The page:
===================================

Serge Dedina, Ph.D.

Director

WiLDCOAST

Baja California
CoastKeeper Program Director

WiLDCOAST is an
international conservation team preserving coastal

wildlands and endangered
marine species


Escalera
Nautica Press Release from February, 2002

PERFECT
BAJA POINT WAVES BEING DESTROYED

NAUTICAL ROUTE MARINA PROJECTS UNDER CONSTRUCTION IN BAJA CALIFORNIA
Construction Will Destroy Point Breaks in the Californias

Santa
Rosalillita, Baja California, Februrary 11, 2002 -The peaceful and isolated
San Andres Valley, along the Pacific Coast of Baja California, Mexico is being
dynamite-blasted into a quarry, for a two million dollar marina project under
construction a five miles to the south in Santa Rosalillita, a fishing village
known for excellent surfing and windsurfing.

The
project will destroy significant costal and marine habitats, as well as, a world-class
surfing break. And, the benefits of a marina of the proposed size have yet to
be demonstrated.

According
to Dr. Serge Dedina, an expert on coastal development and the Director of WiLDCOAST,
an international conservation team, “the project is also technically unsound
and has little chance of success.”

“There
is a demonstrated lack of planning here,” said Dedina. “For example, the heavy
movement of sand in the area, will require the marina to be dredged constantly.
Similar dredging operations at southern California marinas cost millions of
dollars annually. In Santa Rosalillita, is not clear who will pay for this down
the road. The project is also located in a heavy surf zone, subject to constant
fog. More importantly, no one has shown that there is a market for a large marina.
Irreversible damage is being done to a pristine beachfront and a significant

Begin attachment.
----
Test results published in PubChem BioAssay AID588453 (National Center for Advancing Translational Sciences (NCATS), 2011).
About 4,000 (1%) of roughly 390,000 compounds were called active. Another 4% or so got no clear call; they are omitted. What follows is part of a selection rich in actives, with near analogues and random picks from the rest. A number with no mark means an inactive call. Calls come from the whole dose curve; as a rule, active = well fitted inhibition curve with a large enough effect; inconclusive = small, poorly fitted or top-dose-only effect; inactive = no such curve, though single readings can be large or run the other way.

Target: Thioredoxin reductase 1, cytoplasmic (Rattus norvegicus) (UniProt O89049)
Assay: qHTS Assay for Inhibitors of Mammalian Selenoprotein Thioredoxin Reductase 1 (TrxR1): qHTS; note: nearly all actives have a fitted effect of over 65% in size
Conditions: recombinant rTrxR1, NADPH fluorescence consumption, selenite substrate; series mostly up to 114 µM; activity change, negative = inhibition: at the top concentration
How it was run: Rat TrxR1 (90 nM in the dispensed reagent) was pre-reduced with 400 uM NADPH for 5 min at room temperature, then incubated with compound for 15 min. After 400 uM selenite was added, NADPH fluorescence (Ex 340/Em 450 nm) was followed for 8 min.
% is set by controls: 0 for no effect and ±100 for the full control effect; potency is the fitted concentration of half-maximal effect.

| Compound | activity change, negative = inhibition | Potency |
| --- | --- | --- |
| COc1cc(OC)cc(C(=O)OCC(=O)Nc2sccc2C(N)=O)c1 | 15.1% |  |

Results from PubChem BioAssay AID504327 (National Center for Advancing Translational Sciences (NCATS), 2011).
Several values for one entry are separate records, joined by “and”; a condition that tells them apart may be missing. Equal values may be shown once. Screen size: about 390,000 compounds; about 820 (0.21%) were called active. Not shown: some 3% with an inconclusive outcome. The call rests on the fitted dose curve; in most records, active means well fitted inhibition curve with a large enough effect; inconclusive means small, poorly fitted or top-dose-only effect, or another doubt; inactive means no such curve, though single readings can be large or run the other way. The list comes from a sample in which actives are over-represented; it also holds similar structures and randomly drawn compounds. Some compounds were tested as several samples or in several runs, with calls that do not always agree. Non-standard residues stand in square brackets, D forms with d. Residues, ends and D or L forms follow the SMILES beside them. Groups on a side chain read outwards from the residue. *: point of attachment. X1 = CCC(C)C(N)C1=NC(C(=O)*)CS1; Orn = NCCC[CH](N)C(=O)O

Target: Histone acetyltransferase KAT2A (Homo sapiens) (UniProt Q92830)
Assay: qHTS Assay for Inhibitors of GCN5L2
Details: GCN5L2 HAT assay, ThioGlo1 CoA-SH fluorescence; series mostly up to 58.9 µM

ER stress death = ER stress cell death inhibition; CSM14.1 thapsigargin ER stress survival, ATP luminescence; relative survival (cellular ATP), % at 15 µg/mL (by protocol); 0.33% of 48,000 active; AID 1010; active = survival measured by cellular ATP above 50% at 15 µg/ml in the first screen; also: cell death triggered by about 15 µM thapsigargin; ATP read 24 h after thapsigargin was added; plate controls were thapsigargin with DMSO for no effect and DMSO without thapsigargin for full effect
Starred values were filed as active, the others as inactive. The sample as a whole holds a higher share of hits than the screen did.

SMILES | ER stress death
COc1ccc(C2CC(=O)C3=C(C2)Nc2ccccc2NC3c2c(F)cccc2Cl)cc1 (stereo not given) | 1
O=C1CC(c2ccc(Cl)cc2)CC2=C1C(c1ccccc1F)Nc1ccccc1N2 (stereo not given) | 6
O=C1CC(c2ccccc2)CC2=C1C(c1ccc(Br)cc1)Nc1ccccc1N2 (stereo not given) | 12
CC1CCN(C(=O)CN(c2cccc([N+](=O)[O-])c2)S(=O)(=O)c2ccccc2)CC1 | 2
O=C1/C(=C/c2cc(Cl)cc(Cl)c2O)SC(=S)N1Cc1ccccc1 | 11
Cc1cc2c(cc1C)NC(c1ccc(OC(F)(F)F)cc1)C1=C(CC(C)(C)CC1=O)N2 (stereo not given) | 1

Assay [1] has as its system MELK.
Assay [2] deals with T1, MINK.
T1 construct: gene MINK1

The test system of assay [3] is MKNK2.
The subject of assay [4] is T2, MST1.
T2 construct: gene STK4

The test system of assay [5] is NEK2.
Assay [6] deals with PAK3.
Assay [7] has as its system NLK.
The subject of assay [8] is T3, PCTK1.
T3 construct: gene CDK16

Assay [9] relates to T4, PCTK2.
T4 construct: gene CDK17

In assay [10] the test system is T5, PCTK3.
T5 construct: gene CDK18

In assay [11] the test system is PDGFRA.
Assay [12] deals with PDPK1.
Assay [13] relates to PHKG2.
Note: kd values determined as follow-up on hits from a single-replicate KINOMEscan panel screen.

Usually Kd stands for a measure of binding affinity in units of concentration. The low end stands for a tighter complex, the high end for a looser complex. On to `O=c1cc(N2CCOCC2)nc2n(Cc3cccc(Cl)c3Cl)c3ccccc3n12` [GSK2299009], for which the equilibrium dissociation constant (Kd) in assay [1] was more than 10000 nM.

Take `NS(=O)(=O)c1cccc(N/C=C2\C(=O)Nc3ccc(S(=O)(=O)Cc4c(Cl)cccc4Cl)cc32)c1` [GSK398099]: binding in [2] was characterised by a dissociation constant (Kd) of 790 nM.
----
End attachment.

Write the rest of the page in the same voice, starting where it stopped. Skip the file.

surfing break without full consideration of the consequences.”

The
marina project at Santa Rosalillita is the beginning of Mexico’s 1.6 billion
dollar Nautical Route Program that proposes the construction of 22 marinas and
resort developments throughout the region. Additional marinas are proposed for
Punta Canoas, Punta Abreojos and Scorpion Bay.

Officials
from Mexico1s National Tourism Fund (FONATUR) suggest that the Santa Rosalillita
marina will be part of a terrestrial bridge that will connect the Pacific to
the Sea of Cortez fishing village, Bahia de los Angeles.

“Those
of us who work in the ocean want to make a living in a way that does not hurt
the environment. This Nautical Route project represents the old way of doing
things,” said Adan Hernandez a fishermen turned conservationist who works in
Baja California.

About
WiLDCOAST:
WiLDCOAST is an international conservation team working to preserve the coastal
wildlands and endangered marine species of the California’s. Founded in 1999
by Dr. Wallace J. Nichols and Dr. Serge Dedina, WiLDCOAST is currently working
to protect 1.2 million acres of coastal wildlands and marine sites in the California’s.

For
more info go to: www.wildcoast.net

Photos
courtesy www.wildcoast.net

Can
you believe this nightmare? Talk about this environmental disaster now. Click
here.

 

Wildcoast Mailing
Address:

757 Emory St. PMB
161

Imperial Beach,
CA 91932, USA

Tel: 619.423.8530

Fax: 619.423.8488

sdedina@wildcoast.net

www.wildcoast.net

Office Address:

925 Seacoast Dr.

Imperial Beach,
CA 91932, USA

(Across from the
Imperial Beach Pier)

Dedina is Author
of:
Saving
the Gray Whale (University of Arizona Press 2000),

Available from
Amazon.com